It's a question you may never have considered: do insects have sex? The short answer is yes. The long answer is that, since insects can be mesmerizing, weird, and completely dangerous, insect sex is just as insane. The insect kingdom is a place with little sympathy or romance (with some notable exceptions), but it's also completely fascinating. If you thought your personal life was complicated, these little guys have so much to contend with. The circle of life definitely is not fair.
As horrible as intimacy in the insect kingdom can get, it's so alien that you can't help but be interested. How do bugs have sex? The insect world might just be the only place where you'll find males with exploding junk and females who bite the heads off their lovers. It certainly has more violence and intrigue than most daytime television, and the stakes are the continuation of a species. So, check out the wild facts below and think next time before you reach for the fly swatter.
This Insect Has A Stunt Member
The earwig has a second member, even though the female only has one vagina. So, why the spare? Because the first one is designed to snap off in case anything goes wrong. Most of that time, when it snaps off it's still inside the female.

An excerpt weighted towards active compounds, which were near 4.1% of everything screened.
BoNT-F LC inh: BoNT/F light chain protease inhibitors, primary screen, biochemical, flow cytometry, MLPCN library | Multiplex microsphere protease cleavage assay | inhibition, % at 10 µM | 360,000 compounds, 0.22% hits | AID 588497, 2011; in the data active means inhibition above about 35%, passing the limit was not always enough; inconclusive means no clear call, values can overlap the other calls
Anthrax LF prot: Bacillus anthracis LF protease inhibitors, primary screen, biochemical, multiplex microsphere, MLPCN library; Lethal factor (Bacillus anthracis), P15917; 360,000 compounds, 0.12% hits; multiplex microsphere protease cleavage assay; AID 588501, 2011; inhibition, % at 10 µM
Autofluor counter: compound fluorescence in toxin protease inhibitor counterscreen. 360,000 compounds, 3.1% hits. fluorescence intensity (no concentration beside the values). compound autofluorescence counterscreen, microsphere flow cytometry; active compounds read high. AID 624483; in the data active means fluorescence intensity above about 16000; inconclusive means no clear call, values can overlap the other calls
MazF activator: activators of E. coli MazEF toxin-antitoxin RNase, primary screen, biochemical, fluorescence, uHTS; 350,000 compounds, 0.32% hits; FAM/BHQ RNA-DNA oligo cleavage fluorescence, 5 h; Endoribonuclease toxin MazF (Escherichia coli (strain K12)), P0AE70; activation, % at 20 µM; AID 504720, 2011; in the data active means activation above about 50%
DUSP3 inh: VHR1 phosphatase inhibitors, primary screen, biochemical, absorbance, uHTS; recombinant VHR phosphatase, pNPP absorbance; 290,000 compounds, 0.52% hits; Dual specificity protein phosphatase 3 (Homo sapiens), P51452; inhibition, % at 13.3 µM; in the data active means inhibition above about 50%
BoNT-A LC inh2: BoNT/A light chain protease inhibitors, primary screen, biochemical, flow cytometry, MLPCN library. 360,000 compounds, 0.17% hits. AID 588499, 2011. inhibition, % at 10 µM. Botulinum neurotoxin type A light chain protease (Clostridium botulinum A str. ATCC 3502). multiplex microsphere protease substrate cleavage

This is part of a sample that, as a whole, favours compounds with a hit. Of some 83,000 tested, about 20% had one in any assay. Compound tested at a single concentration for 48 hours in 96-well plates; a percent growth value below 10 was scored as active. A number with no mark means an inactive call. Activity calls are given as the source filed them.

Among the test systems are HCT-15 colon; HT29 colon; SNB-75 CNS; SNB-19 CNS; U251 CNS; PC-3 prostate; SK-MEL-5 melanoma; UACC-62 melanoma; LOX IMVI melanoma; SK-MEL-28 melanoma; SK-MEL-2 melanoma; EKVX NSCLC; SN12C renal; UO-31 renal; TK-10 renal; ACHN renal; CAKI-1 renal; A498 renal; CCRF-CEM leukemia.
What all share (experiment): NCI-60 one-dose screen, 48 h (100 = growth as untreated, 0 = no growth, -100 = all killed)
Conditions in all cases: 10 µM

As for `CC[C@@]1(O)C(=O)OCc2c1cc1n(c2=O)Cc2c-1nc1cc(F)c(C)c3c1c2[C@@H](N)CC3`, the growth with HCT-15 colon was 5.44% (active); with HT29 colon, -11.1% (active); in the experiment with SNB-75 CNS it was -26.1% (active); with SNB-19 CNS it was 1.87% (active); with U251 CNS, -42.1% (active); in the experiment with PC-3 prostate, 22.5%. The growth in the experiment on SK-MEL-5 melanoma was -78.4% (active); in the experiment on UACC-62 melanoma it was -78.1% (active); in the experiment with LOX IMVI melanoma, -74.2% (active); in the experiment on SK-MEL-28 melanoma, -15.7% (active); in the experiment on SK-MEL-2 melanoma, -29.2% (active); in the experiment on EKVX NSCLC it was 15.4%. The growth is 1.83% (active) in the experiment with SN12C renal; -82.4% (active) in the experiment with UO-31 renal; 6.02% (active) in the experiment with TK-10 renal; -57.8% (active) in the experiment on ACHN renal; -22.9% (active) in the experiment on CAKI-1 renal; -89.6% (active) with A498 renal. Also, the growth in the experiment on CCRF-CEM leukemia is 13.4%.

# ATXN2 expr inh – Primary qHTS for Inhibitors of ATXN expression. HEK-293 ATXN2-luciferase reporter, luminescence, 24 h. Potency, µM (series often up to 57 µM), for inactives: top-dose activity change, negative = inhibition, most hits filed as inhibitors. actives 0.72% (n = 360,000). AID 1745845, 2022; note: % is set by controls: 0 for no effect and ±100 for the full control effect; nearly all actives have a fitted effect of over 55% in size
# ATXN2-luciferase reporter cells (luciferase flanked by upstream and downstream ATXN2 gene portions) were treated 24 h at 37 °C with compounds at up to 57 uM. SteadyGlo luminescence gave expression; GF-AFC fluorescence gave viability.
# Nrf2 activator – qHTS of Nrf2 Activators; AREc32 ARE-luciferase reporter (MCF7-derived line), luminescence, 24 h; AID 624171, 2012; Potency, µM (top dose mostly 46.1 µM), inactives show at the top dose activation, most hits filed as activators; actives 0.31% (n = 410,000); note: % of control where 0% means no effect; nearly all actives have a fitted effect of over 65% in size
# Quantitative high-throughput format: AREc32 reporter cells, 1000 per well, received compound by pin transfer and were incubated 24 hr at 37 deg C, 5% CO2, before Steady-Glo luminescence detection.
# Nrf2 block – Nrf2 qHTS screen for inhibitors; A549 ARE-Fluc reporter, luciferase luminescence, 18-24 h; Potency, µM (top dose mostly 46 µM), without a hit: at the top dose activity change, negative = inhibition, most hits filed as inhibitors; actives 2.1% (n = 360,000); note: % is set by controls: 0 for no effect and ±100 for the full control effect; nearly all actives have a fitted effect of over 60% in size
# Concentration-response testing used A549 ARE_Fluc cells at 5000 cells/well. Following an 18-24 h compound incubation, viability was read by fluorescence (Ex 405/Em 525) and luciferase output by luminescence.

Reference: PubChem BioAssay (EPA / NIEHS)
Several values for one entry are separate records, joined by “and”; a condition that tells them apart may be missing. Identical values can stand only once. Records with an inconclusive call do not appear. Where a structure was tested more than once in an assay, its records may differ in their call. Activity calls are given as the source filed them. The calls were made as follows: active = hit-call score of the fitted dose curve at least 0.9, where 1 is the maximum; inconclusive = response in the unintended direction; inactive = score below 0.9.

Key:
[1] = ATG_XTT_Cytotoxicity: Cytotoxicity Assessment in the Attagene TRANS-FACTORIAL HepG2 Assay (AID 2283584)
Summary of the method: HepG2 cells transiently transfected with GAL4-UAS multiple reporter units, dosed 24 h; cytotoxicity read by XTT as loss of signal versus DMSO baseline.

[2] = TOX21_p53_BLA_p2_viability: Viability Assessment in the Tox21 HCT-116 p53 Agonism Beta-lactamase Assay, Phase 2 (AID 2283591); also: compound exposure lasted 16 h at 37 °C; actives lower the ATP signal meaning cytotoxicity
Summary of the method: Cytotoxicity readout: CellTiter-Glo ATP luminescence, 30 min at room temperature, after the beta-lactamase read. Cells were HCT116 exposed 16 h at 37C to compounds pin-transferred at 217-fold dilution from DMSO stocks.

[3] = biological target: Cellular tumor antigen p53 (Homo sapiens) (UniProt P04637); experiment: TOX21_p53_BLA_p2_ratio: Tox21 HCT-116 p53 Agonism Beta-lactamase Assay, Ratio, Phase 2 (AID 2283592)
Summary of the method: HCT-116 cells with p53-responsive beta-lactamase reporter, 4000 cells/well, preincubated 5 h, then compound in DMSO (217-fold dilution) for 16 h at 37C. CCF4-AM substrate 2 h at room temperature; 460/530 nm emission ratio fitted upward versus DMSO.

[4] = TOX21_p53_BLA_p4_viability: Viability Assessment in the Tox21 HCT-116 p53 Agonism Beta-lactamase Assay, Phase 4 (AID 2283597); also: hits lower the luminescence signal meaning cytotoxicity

Red Velvet Mites Make 'Love Gardens'
You've seen these guys all over the place, but unless you've read the fantastic Oatmeal comic you probably don't know about their romantic lives. In order to attract a female, a male builds a "love garden" made of sticks, plants, and held together with sticky ejaculate. After constructing his shrine of love, he leaves a trial of silk and secretions to make sure the females find him. If they do, he breaks into a love dance. If the female is impressed, then she'll impregnate herself with his ejaculate. Fun fact: if a male mite finds the love garden of another male, he'll trash it completely and cover everything with his sperm.
Beetles Have Spiked MembersVideo: YouTube
Male beetles have been known to injure the female beetles who are unlucky enough to mate with them. The reason for this is, apparently, that the puncturing action allows for more sperm to travel up the female. The male's sperm also effects the female's fertility, and the wounds allows those chemicals to directly interact with the female's bloodstream.
The Scorpion Fly Is All About Spit
There are many criteria certain insects use to choose their mates – including a nice wad of spit. When a male scorpion fly is trying to attract a female, he coughs up a secretion from his salivary glands that she can eat. While she's chowing down, the guy will do his thing until she gets bored and/or full and decides to leave. The male will then gather whatever is left from his wad of spit and use it to attract the next female passing by.